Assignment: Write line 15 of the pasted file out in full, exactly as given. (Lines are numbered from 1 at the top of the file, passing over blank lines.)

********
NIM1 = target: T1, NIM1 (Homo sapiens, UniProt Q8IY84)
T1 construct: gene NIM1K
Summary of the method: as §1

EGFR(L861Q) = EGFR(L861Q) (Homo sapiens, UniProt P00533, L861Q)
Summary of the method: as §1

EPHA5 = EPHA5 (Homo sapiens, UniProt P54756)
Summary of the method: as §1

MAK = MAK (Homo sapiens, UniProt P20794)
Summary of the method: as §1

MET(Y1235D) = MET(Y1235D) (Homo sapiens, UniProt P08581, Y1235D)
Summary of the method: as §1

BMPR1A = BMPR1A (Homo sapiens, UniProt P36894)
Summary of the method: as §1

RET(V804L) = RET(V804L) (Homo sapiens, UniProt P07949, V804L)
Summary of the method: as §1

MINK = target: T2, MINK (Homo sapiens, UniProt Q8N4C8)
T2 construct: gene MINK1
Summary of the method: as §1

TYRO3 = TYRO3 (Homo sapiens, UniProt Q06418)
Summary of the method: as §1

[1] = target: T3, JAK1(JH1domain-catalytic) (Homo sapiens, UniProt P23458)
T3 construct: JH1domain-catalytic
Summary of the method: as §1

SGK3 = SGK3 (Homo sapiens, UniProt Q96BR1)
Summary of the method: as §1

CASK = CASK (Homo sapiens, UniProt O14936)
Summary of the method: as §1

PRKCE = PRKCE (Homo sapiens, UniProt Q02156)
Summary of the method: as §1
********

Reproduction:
Summary of the method: as §1